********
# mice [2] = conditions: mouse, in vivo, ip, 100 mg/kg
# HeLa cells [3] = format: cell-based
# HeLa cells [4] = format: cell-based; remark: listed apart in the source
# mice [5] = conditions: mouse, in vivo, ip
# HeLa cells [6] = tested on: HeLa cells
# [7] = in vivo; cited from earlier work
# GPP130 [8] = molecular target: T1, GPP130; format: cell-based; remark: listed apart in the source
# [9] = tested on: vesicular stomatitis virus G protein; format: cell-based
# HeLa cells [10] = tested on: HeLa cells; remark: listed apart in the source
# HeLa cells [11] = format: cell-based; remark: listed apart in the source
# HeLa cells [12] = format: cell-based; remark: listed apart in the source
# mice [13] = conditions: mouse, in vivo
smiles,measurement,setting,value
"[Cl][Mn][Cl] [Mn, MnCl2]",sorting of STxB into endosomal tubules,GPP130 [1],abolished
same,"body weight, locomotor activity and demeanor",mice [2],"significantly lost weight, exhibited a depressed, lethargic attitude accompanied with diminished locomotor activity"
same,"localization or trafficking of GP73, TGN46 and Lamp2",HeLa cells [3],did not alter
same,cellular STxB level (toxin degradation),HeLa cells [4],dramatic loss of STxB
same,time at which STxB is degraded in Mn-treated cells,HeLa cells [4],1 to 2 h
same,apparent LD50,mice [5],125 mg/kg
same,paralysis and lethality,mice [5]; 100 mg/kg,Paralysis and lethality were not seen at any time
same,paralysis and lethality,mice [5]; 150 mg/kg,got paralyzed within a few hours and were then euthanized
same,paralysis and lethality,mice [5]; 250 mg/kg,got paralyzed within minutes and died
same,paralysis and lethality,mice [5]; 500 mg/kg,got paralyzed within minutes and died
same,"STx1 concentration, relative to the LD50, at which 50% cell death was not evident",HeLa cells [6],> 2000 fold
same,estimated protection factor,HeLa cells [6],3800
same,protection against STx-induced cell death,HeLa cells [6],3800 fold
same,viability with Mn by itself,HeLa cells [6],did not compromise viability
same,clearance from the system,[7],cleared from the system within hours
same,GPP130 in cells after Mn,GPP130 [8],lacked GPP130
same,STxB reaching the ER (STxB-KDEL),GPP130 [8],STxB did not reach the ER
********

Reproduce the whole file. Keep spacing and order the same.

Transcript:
# mice [2] = conditions: mouse, in vivo, ip, 100 mg/kg
# HeLa cells [3] = format: cell-based
# HeLa cells [4] = format: cell-based; remark: listed apart in the source
# mice [5] = conditions: mouse, in vivo, ip
# HeLa cells [6] = tested on: HeLa cells
# [7] = in vivo; cited from earlier work
# GPP130 [8] = molecular target: T1, GPP130; format: cell-based; remark: listed apart in the source
# [9] = tested on: vesicular stomatitis virus G protein; format: cell-based
# HeLa cells [10] = tested on: HeLa cells; remark: listed apart in the source
# HeLa cells [11] = format: cell-based; remark: listed apart in the source
# HeLa cells [12] = format: cell-based; remark: listed apart in the source
# mice [13] = conditions: mouse, in vivo
smiles,measurement,setting,value
"[Cl][Mn][Cl] [Mn, MnCl2]",sorting of STxB into endosomal tubules,GPP130 [1],abolished
same,"body weight, locomotor activity and demeanor",mice [2],"significantly lost weight, exhibited a depressed, lethargic attitude accompanied with diminished locomotor activity"
same,"localization or trafficking of GP73, TGN46 and Lamp2",HeLa cells [3],did not alter
same,cellular STxB level (toxin degradation),HeLa cells [4],dramatic loss of STxB
same,time at which STxB is degraded in Mn-treated cells,HeLa cells [4],1 to 2 h
same,apparent LD50,mice [5],125 mg/kg
same,paralysis and lethality,mice [5]; 100 mg/kg,Paralysis and lethality were not seen at any time
same,paralysis and lethality,mice [5]; 150 mg/kg,got paralyzed within a few hours and were then euthanized
same,paralysis and lethality,mice [5]; 250 mg/kg,got paralyzed within minutes and died
same,paralysis and lethality,mice [5]; 500 mg/kg,got paralyzed within minutes and died
same,"STx1 concentration, relative to the LD50, at which 50% cell death was not evident",HeLa cells [6],> 2000 fold
same,estimated protection factor,HeLa cells [6],3800
same,protection against STx-induced cell death,HeLa cells [6],3800 fold
same,viability with Mn by itself,HeLa cells [6],did not compromise viability
same,clearance from the system,[7],cleared from the system within hours
same,GPP130 in cells after Mn,GPP130 [8],lacked GPP130
same,STxB reaching the ER (STxB-KDEL),GPP130 [8],STxB did not reach the ER